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Although on the surface it looked as if all 10 hives had survived the winter, the first spring inspections revealed otherwise. Two were queenless and two had drone-laying queens. The fifth was so weak it really didn’t deserve to survive.

Result; I have lost half my stock. Only once before in over 40 years have I ever lost colonies in the winter.

What was strange was that queenless hives 5 and 6 continued to forage keenly bringing in both nectar and pollen. The latter is said to indicate a colony being queen-right. Test frames of eggs from another colony were inserted into both. Had they no source of queen pheromones they would have immediately started to draw out emergency queen cells. No such cells were developed which was a weird phenomenon. The colonies continued to dwindle as no eggs were being laid.

They had to be united with another colony but a normal unite wouldn’t work as they thought they already had a queen. Their population was used to supplement the abysmally small, but queenright hive 2. Bit by bit they were moved closer together until they could be shaken out in front of 2. First I caged the queen in hive 2 just as a precaution and shook out the smaller colony and took their hive right away. A few days later I then did the same with the larger. The result is that hive 2 now has sufficient bees to care for brood and the queen is merrily laying away. By the beginning of May they should be large enough to take a super.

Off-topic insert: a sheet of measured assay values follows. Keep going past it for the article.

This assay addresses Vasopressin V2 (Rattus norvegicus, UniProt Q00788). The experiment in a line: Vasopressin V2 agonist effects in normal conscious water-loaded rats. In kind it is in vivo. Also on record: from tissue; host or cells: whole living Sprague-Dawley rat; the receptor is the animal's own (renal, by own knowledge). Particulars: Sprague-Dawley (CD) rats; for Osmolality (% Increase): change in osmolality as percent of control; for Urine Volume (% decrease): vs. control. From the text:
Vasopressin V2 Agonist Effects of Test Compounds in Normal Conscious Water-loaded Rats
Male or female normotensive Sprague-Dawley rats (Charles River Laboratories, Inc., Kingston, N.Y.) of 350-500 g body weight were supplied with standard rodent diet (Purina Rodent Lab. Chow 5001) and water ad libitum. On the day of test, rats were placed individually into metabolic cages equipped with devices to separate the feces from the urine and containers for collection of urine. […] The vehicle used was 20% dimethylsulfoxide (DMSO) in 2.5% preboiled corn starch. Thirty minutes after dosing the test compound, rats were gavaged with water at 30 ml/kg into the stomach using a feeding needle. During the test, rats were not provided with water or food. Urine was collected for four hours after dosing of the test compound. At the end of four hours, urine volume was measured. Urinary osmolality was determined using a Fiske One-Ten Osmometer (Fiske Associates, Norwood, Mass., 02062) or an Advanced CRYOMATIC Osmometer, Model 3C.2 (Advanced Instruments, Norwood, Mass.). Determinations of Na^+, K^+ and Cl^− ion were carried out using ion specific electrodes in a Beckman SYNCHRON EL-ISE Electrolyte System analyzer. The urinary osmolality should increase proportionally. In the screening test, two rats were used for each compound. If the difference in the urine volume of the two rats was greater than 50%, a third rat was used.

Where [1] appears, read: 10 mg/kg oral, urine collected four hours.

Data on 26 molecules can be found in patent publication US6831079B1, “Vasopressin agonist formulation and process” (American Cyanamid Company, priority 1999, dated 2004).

The rape came on flower and the first supers have gone onto the five healthy hives. This is where the excitement starts to build and we see the distinct difference between colonies. By the last week of April, hive 3 has three supers and hive 4 is still on its first.

The month has been gloriously sunny and as I gardened each day, the air was full of the gentle hum of the girls hard at work in the greengage branches and down at ground level on the wallflowers.

Of course, continual sunshine meant that the nectar dried up and by week four they were getting a little cross. A solid day’s rain in the last week has hopefully corrected the situation.

However, only half the usual number of bees means half the usual amount of honey so they’ll have to work twice as hard. Maybe the lack of air pollution due to CV lockdown will give them extra impetus.

To those I promised bees this spring, don’t hold your breath.